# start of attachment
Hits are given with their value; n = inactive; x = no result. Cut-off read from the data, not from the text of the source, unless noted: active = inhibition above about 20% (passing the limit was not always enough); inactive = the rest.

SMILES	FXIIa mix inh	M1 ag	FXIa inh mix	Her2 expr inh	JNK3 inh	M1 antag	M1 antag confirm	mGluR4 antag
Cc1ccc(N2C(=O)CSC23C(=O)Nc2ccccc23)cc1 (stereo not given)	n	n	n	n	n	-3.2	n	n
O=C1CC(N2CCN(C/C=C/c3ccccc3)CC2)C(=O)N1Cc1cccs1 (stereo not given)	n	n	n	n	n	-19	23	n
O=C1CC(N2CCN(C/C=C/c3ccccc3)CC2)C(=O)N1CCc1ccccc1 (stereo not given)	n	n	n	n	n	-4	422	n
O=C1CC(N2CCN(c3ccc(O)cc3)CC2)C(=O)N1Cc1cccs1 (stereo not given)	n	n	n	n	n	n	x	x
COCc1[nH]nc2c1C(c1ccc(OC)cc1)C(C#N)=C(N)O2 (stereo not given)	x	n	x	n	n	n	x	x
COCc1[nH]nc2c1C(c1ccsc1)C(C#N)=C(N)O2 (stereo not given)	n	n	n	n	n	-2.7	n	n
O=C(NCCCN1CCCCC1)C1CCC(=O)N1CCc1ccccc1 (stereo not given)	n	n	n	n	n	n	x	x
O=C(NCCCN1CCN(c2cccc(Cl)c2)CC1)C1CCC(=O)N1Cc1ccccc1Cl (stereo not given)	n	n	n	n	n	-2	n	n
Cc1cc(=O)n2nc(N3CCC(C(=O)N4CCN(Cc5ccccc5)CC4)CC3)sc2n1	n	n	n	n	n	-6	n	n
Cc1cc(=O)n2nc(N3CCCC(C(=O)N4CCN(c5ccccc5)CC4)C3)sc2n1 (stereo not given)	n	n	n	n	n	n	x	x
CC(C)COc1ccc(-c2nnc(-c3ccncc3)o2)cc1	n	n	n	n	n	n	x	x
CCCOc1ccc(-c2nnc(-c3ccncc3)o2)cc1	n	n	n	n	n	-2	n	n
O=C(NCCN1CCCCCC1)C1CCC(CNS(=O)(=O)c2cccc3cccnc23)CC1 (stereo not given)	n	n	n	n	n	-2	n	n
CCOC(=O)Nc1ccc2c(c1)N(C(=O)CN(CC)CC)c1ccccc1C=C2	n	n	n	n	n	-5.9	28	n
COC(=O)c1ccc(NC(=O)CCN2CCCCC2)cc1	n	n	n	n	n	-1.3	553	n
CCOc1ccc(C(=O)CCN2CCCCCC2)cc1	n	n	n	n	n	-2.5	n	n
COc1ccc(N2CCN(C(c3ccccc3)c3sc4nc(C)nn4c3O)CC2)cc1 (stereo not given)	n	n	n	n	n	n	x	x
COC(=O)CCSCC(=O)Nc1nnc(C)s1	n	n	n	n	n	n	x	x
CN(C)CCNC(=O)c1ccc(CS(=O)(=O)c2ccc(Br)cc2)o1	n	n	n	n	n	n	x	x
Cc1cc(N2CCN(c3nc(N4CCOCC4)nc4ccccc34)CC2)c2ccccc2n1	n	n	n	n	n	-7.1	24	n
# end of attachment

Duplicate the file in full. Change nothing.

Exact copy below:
Hits are given with their value; n = inactive; x = no result. Cut-off read from the data, not from the text of the source, unless noted: active = inhibition above about 20% (passing the limit was not always enough); inactive = the rest.

SMILES	FXIIa mix inh	M1 ag	FXIa inh mix	Her2 expr inh	JNK3 inh	M1 antag	M1 antag confirm	mGluR4 antag
Cc1ccc(N2C(=O)CSC23C(=O)Nc2ccccc23)cc1 (stereo not given)	n	n	n	n	n	-3.2	n	n
O=C1CC(N2CCN(C/C=C/c3ccccc3)CC2)C(=O)N1Cc1cccs1 (stereo not given)	n	n	n	n	n	-19	23	n
O=C1CC(N2CCN(C/C=C/c3ccccc3)CC2)C(=O)N1CCc1ccccc1 (stereo not given)	n	n	n	n	n	-4	422	n
O=C1CC(N2CCN(c3ccc(O)cc3)CC2)C(=O)N1Cc1cccs1 (stereo not given)	n	n	n	n	n	n	x	x
COCc1[nH]nc2c1C(c1ccc(OC)cc1)C(C#N)=C(N)O2 (stereo not given)	x	n	x	n	n	n	x	x
COCc1[nH]nc2c1C(c1ccsc1)C(C#N)=C(N)O2 (stereo not given)	n	n	n	n	n	-2.7	n	n
O=C(NCCCN1CCCCC1)C1CCC(=O)N1CCc1ccccc1 (stereo not given)	n	n	n	n	n	n	x	x
O=C(NCCCN1CCN(c2cccc(Cl)c2)CC1)C1CCC(=O)N1Cc1ccccc1Cl (stereo not given)	n	n	n	n	n	-2	n	n
Cc1cc(=O)n2nc(N3CCC(C(=O)N4CCN(Cc5ccccc5)CC4)CC3)sc2n1	n	n	n	n	n	-6	n	n
Cc1cc(=O)n2nc(N3CCCC(C(=O)N4CCN(c5ccccc5)CC4)C3)sc2n1 (stereo not given)	n	n	n	n	n	n	x	x
CC(C)COc1ccc(-c2nnc(-c3ccncc3)o2)cc1	n	n	n	n	n	n	x	x
CCCOc1ccc(-c2nnc(-c3ccncc3)o2)cc1	n	n	n	n	n	-2	n	n
O=C(NCCN1CCCCCC1)C1CCC(CNS(=O)(=O)c2cccc3cccnc23)CC1 (stereo not given)	n	n	n	n	n	-2	n	n
CCOC(=O)Nc1ccc2c(c1)N(C(=O)CN(CC)CC)c1ccccc1C=C2	n	n	n	n	n	-5.9	28	n
COC(=O)c1ccc(NC(=O)CCN2CCCCC2)cc1	n	n	n	n	n	-1.3	553	n
CCOc1ccc(C(=O)CCN2CCCCCC2)cc1	n	n	n	n	n	-2.5	n	n
COc1ccc(N2CCN(C(c3ccccc3)c3sc4nc(C)nn4c3O)CC2)cc1 (stereo not given)	n	n	n	n	n	n	x	x
COC(=O)CCSCC(=O)Nc1nnc(C)s1	n	n	n	n	n	n	x	x
CN(C)CCNC(=O)c1ccc(CS(=O)(=O)c2ccc(Br)cc2)o1	n	n	n	n	n	n	x	x
Cc1cc(N2CCN(c3nc(N4CCOCC4)nc4ccccc34)CC2)c2ccccc2n1	n	n	n	n	n	-7.1	24	n